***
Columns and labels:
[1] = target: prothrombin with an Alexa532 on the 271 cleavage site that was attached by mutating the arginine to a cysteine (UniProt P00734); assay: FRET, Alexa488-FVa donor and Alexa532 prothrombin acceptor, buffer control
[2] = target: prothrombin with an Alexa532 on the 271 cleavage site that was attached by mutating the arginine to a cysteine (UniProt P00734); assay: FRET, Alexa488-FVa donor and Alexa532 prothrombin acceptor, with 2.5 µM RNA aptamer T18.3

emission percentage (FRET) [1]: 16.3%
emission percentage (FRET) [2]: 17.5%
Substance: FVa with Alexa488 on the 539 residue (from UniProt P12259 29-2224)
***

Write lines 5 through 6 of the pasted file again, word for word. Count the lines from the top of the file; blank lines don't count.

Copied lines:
emission percentage (FRET) [2]: 17.5%
Substance: FVa with Alexa488 on the 539 residue (from UniProt P12259 29-2224)